The Reagan administration warned yesterday it may take retaliatory action against Canada, the United States' largest trading partner, if discussions to eliminate discriminatory trade and investment practices there aren't successful.
"This administration has not and will not sit by idly and watch our companies and businessmen bear the brunt of costly and inequitable restrictions in the Canadian market," Assistant Commerce Secretary Raymond J. Waldmann told the Senate Foreign Relations subcommittee on international economic policy.
"I might also point out that should our bilateral or multilateral efforts to eliminate discriminatory Canadian practices fail, then we will proceed to explore the merits of pursuing unilateral measures available under U.S. law," such as section 301 of the Trade Act of 1974, Waldmann said. That provision allows the government to initiate an investigation that could give the president broad powers of retaliation.
"We must, of course, proceed cautiously in this regard, first to ensure that we do not do damage to U.S. interests in taking such action, and second to ensure that we do not do harm to the international trading system," Waldmann continued. "Nevertheless, there should be no doubt that we will use all appropriate legal means to defend our interests."
The administration last fall first publicly warned Canada about its nationalization plans aimed at limiting U.S. investment and which threaten to hurt U.S. businessmen there. Since then, however, rhetoric from Washington had been less strident and some officials said they hoped that a less heated debate could bring results.
Last fall, the administration considered actions ranging from abandoning the U.S.-Canada auto pact to granting the president powers under Section 301 to eliminate or alter any trade agreement between the two countries.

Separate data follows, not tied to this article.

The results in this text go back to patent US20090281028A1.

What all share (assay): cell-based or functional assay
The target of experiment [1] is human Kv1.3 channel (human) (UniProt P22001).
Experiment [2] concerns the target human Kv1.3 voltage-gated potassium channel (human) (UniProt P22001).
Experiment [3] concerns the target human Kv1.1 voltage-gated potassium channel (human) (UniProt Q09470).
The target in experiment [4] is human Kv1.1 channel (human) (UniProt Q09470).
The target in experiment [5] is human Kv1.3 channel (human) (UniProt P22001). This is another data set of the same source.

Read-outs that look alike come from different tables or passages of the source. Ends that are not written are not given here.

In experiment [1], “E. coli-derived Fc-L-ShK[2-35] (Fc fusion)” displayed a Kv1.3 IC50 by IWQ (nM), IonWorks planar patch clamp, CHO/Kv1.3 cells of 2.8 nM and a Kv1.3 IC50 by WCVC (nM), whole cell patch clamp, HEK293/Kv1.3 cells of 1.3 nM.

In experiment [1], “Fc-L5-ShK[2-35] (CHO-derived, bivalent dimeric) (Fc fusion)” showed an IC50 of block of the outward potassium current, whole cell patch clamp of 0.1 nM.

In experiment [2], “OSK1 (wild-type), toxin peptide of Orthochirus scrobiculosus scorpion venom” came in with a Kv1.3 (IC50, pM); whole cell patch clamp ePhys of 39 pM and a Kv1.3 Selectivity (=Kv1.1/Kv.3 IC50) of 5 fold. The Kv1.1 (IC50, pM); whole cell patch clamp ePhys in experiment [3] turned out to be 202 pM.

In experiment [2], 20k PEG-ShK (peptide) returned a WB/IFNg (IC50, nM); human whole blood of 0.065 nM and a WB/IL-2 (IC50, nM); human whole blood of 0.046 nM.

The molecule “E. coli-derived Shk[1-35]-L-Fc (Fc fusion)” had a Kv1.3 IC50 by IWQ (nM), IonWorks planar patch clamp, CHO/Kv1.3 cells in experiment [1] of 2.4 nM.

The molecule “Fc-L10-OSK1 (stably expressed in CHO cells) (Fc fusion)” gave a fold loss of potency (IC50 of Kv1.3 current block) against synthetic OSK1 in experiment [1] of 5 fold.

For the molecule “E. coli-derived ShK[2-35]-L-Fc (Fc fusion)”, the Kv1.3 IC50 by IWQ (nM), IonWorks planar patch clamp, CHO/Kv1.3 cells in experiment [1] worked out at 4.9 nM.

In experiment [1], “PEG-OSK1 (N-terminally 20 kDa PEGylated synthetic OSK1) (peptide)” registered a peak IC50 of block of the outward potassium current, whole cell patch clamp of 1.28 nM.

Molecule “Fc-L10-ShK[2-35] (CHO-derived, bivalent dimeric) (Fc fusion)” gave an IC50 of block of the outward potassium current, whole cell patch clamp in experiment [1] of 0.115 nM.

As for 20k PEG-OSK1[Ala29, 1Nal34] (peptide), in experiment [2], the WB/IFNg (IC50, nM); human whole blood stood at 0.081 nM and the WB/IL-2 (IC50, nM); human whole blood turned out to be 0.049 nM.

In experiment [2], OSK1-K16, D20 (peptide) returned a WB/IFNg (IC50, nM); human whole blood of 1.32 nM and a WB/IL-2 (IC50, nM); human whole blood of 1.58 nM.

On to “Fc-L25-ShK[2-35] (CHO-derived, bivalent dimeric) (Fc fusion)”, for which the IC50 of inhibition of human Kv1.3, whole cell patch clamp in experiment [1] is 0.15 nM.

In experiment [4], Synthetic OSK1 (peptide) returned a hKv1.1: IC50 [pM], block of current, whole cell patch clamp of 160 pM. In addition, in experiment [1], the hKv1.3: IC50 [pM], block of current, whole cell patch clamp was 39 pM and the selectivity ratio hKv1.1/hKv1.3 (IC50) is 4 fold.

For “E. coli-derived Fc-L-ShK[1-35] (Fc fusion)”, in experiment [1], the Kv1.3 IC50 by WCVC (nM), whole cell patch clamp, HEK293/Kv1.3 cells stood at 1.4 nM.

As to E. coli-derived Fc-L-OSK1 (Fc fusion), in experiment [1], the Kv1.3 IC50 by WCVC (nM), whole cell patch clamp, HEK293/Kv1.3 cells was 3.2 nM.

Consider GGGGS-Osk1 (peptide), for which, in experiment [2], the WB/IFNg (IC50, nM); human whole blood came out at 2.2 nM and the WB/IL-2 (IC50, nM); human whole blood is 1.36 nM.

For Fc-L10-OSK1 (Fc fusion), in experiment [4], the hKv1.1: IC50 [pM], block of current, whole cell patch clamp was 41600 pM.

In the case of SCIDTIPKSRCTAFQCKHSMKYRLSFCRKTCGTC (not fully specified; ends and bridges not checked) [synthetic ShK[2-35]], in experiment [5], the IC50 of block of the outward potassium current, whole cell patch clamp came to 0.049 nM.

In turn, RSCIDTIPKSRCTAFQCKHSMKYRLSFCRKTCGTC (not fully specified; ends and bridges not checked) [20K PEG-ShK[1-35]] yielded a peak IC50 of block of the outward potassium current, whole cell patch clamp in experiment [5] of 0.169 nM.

Since then, talks between Canadian and American officials to reduce or prevent discriminatory barriers to trade and investment have not resulted in significant changes in the offending policies, although there is some indication some Canadian programs have been postponed, Waldmann said.
Waldmann's statements were contained in written testimony submitted to the subcommittee that had been omitted during his verbal remarks. However, after the hearing Waldmann said he stands by the statement and so does the administration which approved it. The passages were omitted for brevity, he said.
The administration already has taken some of its complaints against Canada to multilateral forums such as the General Agreement on Tariffs and Trade, where decisions are pending.
Canadian trade officials here found Waldmann's statements "strange when we're involved in a GATT consultation to resolve the complaints about our investment practice," a Canadian embassy spokesman said. "We are committed to seeing the GATT consultation and any GATT action through. At that point the Commerce Department would start talking about applying any unilateral actions."
Waldmann and other administration officials yesterday complained about practices such as Canada's Foreign Investment Review Agency, which screens foreign direct investment and imposes obligations such as legally binding export quotas, import ceilings and other requirements.